With The Batman now playing in cinemas, Amanda Jane Robinson looks back at the lengths Robert Pattinson has gone to for his roles.
Watch any interview with Robert Pattinson and you’ll see him there, on a red carpet or talk show couch, all witty and bashful. In a 2020 GQ interview Pattinson said he gets “very, very uncomfortable about doing sort of earnest things” and he has recently admitted to lying his way through interviews and talk shows with nonsense anecdotes and provocative stories. In an era of so many celebrities turning to earnestness and “authenticity”, it’s so plainly cool to watch someone make the most of fame’s absurdity.
But despite his tall tales and ambivalence toward celebrity, there is a sincerity that surfaces when it comes to his work. “The interesting thing with Rob is, he’s slightly fucking with you,” Tenet director Christopher Nolan said, “but he’s also being disarmingly honest. It’s sort of both things at once.” Pattinson is the ideal kind of actor: one who takes his craft seriously—and will go to exceptional lengths for his roles, as evidenced below—but never himself.
Pattinson’s first major role was as Cedric Diggory in 2005’s Harry Potter and the Goblet of Fire but it wasn’t until 2008 with the success of emo vampire teen camp classic Twilight that he became a household name as the Edward Cullen to Kristen Stewart’s Bella Swan. Leading up to his big shot at Twilight, Pattinson had developed a debilitating anxiety around auditions, and the morning of his Twilight audition grew too nervous and told his agent he didn’t want to go through with it. He was living on her couch at the time, and she reportedly told him to go into her bathroom and take a Valium.
“I’d never taken a Valium before, and I just remember feeling so glorious in the back of the taxi with the window open just being like, ‘wow, this is what I’ve been missing,” he told GQ. “And so I had this kind of quite spacey detached kind of thing in the audition which must have kind of worked for the character.”
Pattinson spent the next few years doing the Twilight sequels before taking on independent films from the likes of David Cronenberg, James Gray and David Michôd. But it was his 2017 role as hoodlum Connie Nikas in the Safdie brothers’ insane New York City caper Good Time that confirmed his status as one of the greatest actors of his generation. After a bank robbery gone wrong, Connie’s developmentally disabled younger brother Nick (Benny Safdie) is arrested and sent to prison. Desperate to get him out before he gets transferred, Connie spends the night trying to scrape enough money together to pay Nick’s bail.
Pattinson has spoken about pursuing the Safdie brothers for this role, sending them a “crazy obsessive” email about being fated to work with them after seeing a banner for their previous movie Heaven Knows What. And he was right—the directors even went so far as to incorporate Pattinson’s pleas about destiny and purpose into his characters’ dialogue. Connie Nikas is Pattinson at his grimiest; all bleach blonde hair and strung-out Queens accent. He’s paranoid and intense and exhausted—a performance reminiscent of Dog Day Afternoon-era Pacino.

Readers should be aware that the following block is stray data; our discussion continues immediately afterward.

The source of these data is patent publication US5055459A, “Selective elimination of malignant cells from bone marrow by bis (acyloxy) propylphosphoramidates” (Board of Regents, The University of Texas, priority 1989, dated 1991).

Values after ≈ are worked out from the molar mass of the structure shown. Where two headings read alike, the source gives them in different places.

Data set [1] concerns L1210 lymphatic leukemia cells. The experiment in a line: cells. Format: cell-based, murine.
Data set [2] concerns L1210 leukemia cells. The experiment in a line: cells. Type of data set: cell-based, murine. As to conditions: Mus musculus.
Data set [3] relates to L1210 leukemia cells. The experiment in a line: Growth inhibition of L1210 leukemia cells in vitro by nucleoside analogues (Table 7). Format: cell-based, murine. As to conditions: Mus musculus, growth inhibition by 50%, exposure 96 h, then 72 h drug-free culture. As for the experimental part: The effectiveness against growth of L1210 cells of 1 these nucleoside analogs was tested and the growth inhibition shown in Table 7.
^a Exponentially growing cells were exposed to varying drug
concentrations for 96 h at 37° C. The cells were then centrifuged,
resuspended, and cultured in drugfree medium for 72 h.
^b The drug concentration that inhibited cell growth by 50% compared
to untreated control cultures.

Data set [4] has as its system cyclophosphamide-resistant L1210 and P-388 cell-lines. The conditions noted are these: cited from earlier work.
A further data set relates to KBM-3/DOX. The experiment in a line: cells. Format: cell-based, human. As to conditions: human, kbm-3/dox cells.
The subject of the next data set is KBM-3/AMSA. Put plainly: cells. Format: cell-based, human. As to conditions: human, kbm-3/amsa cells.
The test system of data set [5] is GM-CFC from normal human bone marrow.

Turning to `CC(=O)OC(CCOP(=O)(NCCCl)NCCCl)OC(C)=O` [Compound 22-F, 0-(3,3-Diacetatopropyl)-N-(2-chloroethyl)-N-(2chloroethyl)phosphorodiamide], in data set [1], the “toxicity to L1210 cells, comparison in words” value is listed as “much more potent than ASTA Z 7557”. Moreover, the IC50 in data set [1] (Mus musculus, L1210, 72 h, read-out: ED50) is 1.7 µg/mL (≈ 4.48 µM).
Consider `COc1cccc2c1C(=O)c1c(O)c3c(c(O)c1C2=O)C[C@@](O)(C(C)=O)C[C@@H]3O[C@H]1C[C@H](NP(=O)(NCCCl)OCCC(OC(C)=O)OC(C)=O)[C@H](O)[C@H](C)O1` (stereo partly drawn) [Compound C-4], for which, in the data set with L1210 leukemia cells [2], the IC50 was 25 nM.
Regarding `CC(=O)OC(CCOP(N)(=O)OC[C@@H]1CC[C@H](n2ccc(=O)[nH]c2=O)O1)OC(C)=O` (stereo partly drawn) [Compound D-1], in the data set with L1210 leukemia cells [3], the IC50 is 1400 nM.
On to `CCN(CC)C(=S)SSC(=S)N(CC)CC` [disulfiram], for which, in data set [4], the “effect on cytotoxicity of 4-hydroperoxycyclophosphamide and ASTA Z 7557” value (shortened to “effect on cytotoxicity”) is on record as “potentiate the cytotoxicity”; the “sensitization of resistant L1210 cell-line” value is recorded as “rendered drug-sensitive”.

Committed to working with established auteurs, Pattinson once again pursued a director, this time French luminary Claire Denis (Beau Travail). Pattinson fell in love with Denis’ work after watching her 2009 film White Material and while she initially thought he was too young for her upcoming film, a combination of production delays and Pattinson’s conviction ended up working out, and he was cast as Monte in Denis’ violent, sexy, sci-fi opus High Life.
The last survivor—along with his infant daughter—on a spaceship full of death-row inmates gradually advancing toward a black hole, Monte spends his days devoted to the rhythms of fatherhood, even in the face of doom.
Robert Eggers’ 2019 horror stars Pattinson as a lighthouse keeper who arrives to a remote island to assist his crazed elderly supervisor (Willem Dafoe) and, haunted by cryptic visions, begins a slow descent into madness. Undoubtedly his most unhinged performance, Pattinson admits to going to bizarre extremes to remain in character, including drinking mud off the ground and getting blackout drunk, pissing himself on multiple occasions.
The actor told Interview magazine that it was during the demanding production of The Lighthouse that was the closest he’s ever come to punching a director. “However much I love Robert [Eggers], there was a point where I did five takes walking across the beach, and after a while I was like, ‘What the fuck is going on? I feel like you’re just spraying a fire hose in my face.’ And he was like, ‘I am spraying a fire hose in your face.’”
In the midst of the first lockdown of the pandemic, Robert Pattinson was quoted in GQ saying that when actors are working out all the time, they’re part of the problem. “You set a precedent. No one was doing this in the ‘70s. Even James Dean—he wasn’t exactly ripped… Literally, I’m just barely doing anything.” In a role that saw Christian Bale and Ben Affleck drastically change their bodies, Pattison’s approach seemed singularly relaxed.
However, he later admitted this was a joke, just one of his silly little lies created to make interviews more amusing. In a later interview with Healthy For Men, he admitted he had been training intensely, and had even begun to enjoy it after he passed the six-week mark. His preparation involved military-style sandbag cardio workouts on the beach as well as core workouts, boxing, running and a strict healthy diet, telling On Demand Entertainment: “I never want to see a piece of white fish with just lemon on it ever again.”